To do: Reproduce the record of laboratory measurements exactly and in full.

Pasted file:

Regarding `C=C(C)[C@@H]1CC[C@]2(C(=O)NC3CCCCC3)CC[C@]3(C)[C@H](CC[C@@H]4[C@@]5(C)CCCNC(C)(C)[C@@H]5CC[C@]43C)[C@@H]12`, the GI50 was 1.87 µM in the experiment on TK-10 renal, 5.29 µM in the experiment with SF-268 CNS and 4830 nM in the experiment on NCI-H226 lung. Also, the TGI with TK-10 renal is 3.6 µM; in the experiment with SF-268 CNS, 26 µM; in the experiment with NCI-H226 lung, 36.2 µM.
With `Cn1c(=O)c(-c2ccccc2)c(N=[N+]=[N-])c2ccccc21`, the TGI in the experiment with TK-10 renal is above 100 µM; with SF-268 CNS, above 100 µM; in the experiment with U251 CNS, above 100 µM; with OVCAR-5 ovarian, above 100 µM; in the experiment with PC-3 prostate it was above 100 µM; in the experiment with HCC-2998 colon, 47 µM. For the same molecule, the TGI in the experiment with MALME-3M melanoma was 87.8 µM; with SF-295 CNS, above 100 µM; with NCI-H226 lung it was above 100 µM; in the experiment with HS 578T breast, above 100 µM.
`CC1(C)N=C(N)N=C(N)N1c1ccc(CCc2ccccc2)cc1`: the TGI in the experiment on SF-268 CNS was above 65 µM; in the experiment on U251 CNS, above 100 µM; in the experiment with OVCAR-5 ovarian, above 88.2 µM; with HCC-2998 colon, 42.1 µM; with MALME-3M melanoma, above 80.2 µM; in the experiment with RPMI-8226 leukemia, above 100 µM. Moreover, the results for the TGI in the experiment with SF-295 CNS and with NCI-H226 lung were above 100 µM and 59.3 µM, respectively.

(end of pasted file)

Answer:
Regarding `C=C(C)[C@@H]1CC[C@]2(C(=O)NC3CCCCC3)CC[C@]3(C)[C@H](CC[C@@H]4[C@@]5(C)CCCNC(C)(C)[C@@H]5CC[C@]43C)[C@@H]12`, the GI50 was 1.87 µM in the experiment on TK-10 renal, 5.29 µM in the experiment with SF-268 CNS and 4830 nM in the experiment on NCI-H226 lung. Also, the TGI with TK-10 renal is 3.6 µM; in the experiment with SF-268 CNS, 26 µM; in the experiment with NCI-H226 lung, 36.2 µM.
With `Cn1c(=O)c(-c2ccccc2)c(N=[N+]=[N-])c2ccccc21`, the TGI in the experiment with TK-10 renal is above 100 µM; with SF-268 CNS, above 100 µM; in the experiment with U251 CNS, above 100 µM; with OVCAR-5 ovarian, above 100 µM; in the experiment with PC-3 prostate it was above 100 µM; in the experiment with HCC-2998 colon, 47 µM. For the same molecule, the TGI in the experiment with MALME-3M melanoma was 87.8 µM; with SF-295 CNS, above 100 µM; with NCI-H226 lung it was above 100 µM; in the experiment with HS 578T breast, above 100 µM.
`CC1(C)N=C(N)N=C(N)N1c1ccc(CCc2ccccc2)cc1`: the TGI in the experiment on SF-268 CNS was above 65 µM; in the experiment on U251 CNS, above 100 µM; in the experiment with OVCAR-5 ovarian, above 88.2 µM; with HCC-2998 colon, 42.1 µM; with MALME-3M melanoma, above 80.2 µM; in the experiment with RPMI-8226 leukemia, above 100 µM. Moreover, the results for the TGI in the experiment with SF-295 CNS and with NCI-H226 lung were above 100 µM and 59.3 µM, respectively.